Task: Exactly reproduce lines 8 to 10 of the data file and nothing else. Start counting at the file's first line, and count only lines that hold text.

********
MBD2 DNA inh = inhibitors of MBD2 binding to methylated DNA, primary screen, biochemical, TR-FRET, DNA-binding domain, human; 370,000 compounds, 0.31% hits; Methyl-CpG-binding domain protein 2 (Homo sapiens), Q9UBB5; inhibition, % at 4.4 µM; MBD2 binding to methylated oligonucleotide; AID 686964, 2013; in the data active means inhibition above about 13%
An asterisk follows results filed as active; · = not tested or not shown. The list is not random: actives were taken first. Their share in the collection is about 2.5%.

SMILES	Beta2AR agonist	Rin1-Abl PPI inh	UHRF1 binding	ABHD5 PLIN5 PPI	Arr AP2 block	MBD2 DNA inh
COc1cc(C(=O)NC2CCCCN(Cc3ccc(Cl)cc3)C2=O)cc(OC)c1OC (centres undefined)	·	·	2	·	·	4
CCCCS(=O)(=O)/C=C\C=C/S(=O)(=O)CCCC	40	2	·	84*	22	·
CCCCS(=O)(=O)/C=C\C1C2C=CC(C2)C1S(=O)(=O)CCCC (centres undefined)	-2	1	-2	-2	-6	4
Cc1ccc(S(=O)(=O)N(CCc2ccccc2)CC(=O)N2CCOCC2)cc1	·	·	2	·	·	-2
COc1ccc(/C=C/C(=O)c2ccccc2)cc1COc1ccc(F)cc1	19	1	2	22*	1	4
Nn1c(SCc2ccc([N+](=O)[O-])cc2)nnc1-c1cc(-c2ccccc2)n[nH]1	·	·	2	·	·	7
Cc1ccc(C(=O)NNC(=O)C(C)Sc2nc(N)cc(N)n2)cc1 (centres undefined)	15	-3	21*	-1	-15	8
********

COc1ccc(/C=C/C(=O)c2ccccc2)cc1COc1ccc(F)cc1	19	1	2	22*	1	4
Nn1c(SCc2ccc([N+](=O)[O-])cc2)nnc1-c1cc(-c2ccccc2)n[nH]1	·	·	2	·	·	7
Cc1ccc(C(=O)NNC(=O)C(C)Sc2nc(N)cc(N)n2)cc1 (centres undefined)	15	-3	21*	-1	-15	8